iskwe wont let us look away from injustice toward Indigenous people

iskwe at the Mod Club (1115 Queen West), Saturday (February 23), 8 pm. $19.50. February 9, 2018, Gerald Stanley,.

iskwe at the Mod Club (1115 Queen West), Saturday (February 23), 8 pm. $19.50.

On February 9, 2018, Gerald Stanley, accused of fatally shooting 22-year-old Colten Boushie, was acquitted. Shock waves reverberated across Canada, only to be followed weeks later by a not-guilty verdict for Raymond Cormier, accused of murdering 15-year-old Tina Fontaine.

The acquittals of Stanley and Cormier, both white men, exposed what many already knew: justice for Indigenous victims of crime remain an anomaly in Canada.

The day of the Stanley verdict, the singer/songwriter and performer iskwe was minutes away from taking the stage at the Banff Centre conservatory, where she was attending a writing residency. When she heard the news, she fled the green room.

I felt rage. I had to leave, says iskwe over the phone in Toronto. It took every bit of my willpower not to launch my phone at the mirror. The only thing I could think of was, Just breathe. Just breathe. The reaction was so visceral.

The next day she tweeted:

The singer, who hails from Winnipeg and has been embracing her Cree heritage in her political pop music, has become one of the most outspoken and unapologetic voices speaking up against Canadas repeated neglect and abuse of Indigenous peoples and communities throughout the country.

Iskwe remains disturbed by both the Fontaine and Boushie murders and says that if we allow the one-year anniversary of the trials to slip by undiscussed, we are failing the younger generations once again.

[The verdicts] showed me one more time how devalued our bodies are in this country. And how Canadians do a really good job at pointing blame at other nations for how they treat people when it comes to human rights and injustices, but we dont recognize that those same things happen here. We keep turning a blind eye to it again and again and again. These are things that we expected to have happen in the 60s. Were supposed to be beyond that. Why is it still happening?

Today, iskwe releases Little Star the song written last year at Banff and its stop-motion animation video by Sarah Legault. While debuting it around the one-year anniversary of the cases was unintentional, shes grateful for the timing.

Unsettling and layered with symbolism everything from the videos red sky, which forewarns a storm on the horizon, to iskwes red dress that unfurls into the streets like waves of blood Little Star is set to the drum beat of an Anishinaabe honour song and sees iskwe digging deeper into the astrology teachings of [her] Cree ancestors. Its an ode to young, Indigenous lives lost, a recrimination of a callous society that has repeatedly turned a blind eye to tragedies, and a strike at complicit, victim-shaming media, too often trading in racist, biased headlines and coverage.

The biggest trigger for me with the Tina Fontaine case was when the Globe and Mail ran that headline [about] when her body was discovered, the toxicologist found drugs and alcohol in her system. I understand that this would come up during the trial, but its extremely irresponsible to have presented it [this way] because it only further perpetuates stereotypes that young Indigenous women or Indigenous men are addicts. It generalizes us as being a population that lives in a state of addiction and abuse. It allows people to feel that its self-induced, without there being any kind of understanding of what the back story is or what self-medicating is or what mental health is or what racism is and how all these different layers participate in how these trials and tribulations begin.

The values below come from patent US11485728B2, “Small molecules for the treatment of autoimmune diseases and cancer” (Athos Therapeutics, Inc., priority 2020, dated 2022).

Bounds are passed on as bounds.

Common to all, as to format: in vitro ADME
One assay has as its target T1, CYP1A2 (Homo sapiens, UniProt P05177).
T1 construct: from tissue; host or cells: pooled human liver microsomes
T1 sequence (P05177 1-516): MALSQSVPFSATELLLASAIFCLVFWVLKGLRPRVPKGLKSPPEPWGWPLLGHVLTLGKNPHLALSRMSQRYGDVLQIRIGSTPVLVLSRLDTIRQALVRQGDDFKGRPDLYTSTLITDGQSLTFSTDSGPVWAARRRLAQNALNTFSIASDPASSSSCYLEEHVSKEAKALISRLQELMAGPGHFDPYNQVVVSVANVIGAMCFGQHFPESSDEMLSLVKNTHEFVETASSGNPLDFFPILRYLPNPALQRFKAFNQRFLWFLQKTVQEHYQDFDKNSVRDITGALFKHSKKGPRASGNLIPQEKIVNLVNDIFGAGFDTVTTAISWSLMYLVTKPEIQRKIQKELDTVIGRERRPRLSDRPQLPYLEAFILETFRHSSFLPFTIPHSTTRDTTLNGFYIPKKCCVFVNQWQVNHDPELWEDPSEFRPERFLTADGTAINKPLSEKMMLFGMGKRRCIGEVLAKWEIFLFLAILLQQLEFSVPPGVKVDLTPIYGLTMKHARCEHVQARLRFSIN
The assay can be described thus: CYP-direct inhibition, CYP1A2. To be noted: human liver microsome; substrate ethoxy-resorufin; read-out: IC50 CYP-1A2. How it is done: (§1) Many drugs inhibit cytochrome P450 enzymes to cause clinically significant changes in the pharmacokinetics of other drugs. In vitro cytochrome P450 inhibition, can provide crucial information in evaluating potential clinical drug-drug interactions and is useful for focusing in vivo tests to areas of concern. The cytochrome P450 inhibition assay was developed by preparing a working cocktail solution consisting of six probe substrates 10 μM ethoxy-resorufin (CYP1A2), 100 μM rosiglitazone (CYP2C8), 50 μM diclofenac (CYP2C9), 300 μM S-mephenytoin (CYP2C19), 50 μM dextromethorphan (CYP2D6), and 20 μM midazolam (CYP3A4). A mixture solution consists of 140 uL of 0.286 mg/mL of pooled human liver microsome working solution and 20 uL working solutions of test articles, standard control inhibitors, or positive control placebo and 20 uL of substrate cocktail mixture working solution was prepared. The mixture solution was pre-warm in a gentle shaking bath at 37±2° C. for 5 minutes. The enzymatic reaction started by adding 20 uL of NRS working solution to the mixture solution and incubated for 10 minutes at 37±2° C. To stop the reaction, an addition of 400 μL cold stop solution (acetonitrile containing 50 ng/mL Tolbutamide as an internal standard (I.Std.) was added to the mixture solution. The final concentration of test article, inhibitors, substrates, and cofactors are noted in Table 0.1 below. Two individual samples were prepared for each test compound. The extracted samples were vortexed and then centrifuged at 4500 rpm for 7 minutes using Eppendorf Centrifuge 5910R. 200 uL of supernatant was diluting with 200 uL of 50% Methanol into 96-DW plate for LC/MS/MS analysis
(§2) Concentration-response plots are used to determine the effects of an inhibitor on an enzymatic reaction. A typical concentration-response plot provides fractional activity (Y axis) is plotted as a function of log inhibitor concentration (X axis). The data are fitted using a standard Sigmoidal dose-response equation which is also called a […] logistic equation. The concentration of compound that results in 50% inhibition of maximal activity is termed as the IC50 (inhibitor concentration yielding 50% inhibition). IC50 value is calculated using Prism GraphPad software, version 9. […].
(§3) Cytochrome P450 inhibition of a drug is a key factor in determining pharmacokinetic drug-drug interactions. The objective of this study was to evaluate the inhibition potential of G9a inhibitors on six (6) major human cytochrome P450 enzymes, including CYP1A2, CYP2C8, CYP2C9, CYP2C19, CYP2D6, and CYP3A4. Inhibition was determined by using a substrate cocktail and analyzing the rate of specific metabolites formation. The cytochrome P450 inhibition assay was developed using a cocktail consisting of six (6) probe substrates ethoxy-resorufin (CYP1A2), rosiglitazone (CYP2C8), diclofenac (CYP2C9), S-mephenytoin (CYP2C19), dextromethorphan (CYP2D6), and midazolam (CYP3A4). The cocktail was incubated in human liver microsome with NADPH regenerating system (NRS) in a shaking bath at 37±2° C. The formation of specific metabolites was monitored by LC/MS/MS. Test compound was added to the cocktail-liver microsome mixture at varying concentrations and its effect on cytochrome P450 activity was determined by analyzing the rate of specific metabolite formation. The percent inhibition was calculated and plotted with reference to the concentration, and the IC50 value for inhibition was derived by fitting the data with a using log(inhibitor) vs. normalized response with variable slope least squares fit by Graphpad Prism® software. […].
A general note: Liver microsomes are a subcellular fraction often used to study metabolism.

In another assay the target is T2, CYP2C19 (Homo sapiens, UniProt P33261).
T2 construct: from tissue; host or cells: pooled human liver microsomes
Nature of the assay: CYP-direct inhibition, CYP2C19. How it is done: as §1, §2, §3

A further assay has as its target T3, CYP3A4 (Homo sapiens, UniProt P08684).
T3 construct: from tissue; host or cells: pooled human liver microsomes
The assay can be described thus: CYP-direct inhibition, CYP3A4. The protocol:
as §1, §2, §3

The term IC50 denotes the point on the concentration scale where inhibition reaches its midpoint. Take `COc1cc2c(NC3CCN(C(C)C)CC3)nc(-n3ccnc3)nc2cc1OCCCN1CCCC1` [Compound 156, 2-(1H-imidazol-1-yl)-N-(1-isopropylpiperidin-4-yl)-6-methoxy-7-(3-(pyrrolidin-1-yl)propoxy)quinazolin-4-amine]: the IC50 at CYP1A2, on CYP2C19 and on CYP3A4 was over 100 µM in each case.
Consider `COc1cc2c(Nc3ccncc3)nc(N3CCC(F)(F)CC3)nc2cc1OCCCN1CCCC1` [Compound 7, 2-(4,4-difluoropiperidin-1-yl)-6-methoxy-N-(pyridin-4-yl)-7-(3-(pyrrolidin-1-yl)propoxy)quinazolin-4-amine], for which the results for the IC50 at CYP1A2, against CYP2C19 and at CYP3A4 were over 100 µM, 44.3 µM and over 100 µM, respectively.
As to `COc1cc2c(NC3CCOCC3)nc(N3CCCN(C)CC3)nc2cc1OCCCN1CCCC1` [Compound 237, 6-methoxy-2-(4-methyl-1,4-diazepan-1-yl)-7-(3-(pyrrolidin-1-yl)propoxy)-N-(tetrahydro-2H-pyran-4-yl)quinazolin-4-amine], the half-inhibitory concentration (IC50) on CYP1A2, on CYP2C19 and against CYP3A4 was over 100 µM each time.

At the end of the day, this child was found in the river. Why isnt that our focus?

iskwe will unveil a new immersive live show at the Mod Club on Saturday and will release her third album later this year. She hopes her new material will continue where her 2017 album The Fight Within left off, challenging Canadians unexamined views of itself.

My primary motivation is to raise issues impacting Indigenous people, but the thing is that this storyline is not unique to us. Its about childrens bodies not being valued by society. You look at all these other youths who had their lives taken from them by various people in positions of power and what does that look like? What ends up happening to these people? Nothing. They dont go to jail. They dont receive any kind of repercussions. GoFundMe campaigns are put in place to raise funds for the accuseds legal costs. People come together and pool money to support these other folks because theres this separation and it blows my mind.

Shes proud to be considered a political artist, and she intends for her music to keep shining light on injustice, as well as uplifting the diverse Indigenous communities and youth around the country.

I want to remind Canadians that Indigenous young people have hopes and dreams, vulnerabilities and faults just like the young people in everybodys families, she says. We shouldnt need to be twice as good to receive the same amount of respect and room to grow as our Canadian counterparts. Im fighting for our young ones to have a shot in life and be allowed to be themselves. To be allowed to be Indigenous.

@nowtoronto | @ChakaVGrier

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